Tuesday, January 17, 2006

Presbyterian Outlook: Desegregation or re-segregation?

Presbyterian Outlook: Desegregation or re-segregation?:
"Show me a major city that has a significant African-American population, and I’ll show you a school called “Martin Luther King Jr. Elementary (or Middle or High) School.” Its students will be nearly, or 100 percent, African-American. Wasn’t MLK promoting racial integration?

Show me a denomination that has spoken prophetically against race hatred, against apartheid, against segregation, and against all kinds of social injustice, and I’ll show you any one of thousands of Presbyterian churches, where nearly 100 percent of each congregation’s members come from the same race. Aren’t we promoting racial integration?..."

Jack Haberer, in this Presbyterian Outlook editorial, raises a question that keeps coming up -- but never seems to be resolved.

The answer seems deceptively easy -- be welcoming of visitors of different backgrounds than ourselves -- but how do we get people through the front door of our churches?

It is a two-way street. Not only do we need to welcome strangers who come through our doors, but we need to be strangers who enter the doors of unfamiliar congregations.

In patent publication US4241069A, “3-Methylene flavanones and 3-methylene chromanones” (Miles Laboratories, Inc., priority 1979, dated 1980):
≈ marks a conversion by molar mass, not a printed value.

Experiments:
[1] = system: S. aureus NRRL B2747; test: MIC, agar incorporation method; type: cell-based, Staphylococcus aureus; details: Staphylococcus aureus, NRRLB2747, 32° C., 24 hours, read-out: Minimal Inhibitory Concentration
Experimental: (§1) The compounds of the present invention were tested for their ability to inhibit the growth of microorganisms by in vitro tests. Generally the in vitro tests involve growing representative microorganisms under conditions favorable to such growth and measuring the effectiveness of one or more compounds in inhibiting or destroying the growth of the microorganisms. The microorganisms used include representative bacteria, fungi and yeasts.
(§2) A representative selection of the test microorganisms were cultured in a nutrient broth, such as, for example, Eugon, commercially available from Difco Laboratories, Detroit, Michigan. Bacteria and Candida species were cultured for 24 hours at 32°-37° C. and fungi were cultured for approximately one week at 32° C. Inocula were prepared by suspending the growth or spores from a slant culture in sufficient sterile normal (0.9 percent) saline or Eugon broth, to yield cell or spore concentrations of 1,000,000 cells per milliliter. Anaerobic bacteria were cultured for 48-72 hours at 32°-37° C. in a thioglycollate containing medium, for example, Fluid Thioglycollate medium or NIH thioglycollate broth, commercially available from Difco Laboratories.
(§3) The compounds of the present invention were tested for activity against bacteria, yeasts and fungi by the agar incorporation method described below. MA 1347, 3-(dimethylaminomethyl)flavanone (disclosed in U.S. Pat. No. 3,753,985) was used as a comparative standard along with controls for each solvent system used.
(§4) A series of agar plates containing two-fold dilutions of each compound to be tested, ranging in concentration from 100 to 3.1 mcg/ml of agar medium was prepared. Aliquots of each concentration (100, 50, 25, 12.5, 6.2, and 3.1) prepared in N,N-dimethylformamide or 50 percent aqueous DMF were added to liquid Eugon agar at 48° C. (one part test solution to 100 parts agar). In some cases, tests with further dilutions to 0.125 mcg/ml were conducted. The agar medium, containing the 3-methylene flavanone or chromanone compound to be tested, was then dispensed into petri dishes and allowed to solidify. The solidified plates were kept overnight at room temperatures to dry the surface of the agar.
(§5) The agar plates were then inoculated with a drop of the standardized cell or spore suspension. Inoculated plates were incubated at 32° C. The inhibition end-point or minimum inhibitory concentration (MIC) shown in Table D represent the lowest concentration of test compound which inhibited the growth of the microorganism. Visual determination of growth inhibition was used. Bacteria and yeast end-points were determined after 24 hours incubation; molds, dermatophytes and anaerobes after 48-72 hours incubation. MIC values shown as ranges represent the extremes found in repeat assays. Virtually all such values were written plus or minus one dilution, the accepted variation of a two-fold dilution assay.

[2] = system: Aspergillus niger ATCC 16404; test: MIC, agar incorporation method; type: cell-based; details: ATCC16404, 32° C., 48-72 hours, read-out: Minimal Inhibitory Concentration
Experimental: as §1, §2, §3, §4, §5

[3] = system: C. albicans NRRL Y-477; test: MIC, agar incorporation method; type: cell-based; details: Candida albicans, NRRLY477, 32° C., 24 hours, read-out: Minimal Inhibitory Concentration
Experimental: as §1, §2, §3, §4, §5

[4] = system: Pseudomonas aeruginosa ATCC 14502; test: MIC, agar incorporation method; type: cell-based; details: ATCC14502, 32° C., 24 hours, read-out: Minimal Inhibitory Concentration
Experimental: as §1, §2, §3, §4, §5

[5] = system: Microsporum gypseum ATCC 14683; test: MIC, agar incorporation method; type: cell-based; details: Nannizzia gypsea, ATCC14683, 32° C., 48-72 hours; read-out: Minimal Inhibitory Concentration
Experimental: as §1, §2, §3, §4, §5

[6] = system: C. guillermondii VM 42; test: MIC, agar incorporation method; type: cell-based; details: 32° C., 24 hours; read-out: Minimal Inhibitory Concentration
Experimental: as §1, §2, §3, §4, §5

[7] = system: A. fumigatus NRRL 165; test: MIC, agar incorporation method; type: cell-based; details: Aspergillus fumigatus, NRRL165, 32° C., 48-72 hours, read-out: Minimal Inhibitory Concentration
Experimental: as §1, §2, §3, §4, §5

This is something that cannot be forced or legislated. Most people will attend services in a congregation where they feel comfortable, whether they are Black, White, Korean, Hispanic, or Chinese. (The last three describe congregations in Columbia, MO which have an ethnic identification as part of their name).

I still have not personally resolved this issue, and neither has my congregation. The topic has come up on a regular basis in the 17 years my wife and I have been members. Is the fact that people go where they are comfortable a symptom of evil in our churches? Is self-imposed segregation the problem? Is denominationalism the underlying problem?

2 comments:

Gruntled said...

Anything that forces congregations to be racially segregated is bad. Anything that forces them to be racially integrated is also bad. The forcing is the bad part. Congregations have to be homogeneous on some axis, or they will not hold together. Faith and practice are the right units, and race, as such, is not. But there is still a strong correlation between race and preferred worship practice. As long as that is so, free people will be drawn to different kinds of congregations. I do think, though, that Presbyterians should make a strong effort to reach out to educated, married, bourgeois African-Americans -- the kind of people who make up most of our congregations.

Denis Hancock said...

Thanks. I think you raised some good points.

What concerns me most is the implied indictment that because our congregations are mostly of one race or another, it has to be a failure on our respective parts.

Regarding your last sentence -- Is it because the values of educated, married, bourgeois Americans are similar across racial boundaries? And thus provide the "homogeneous axis" needed?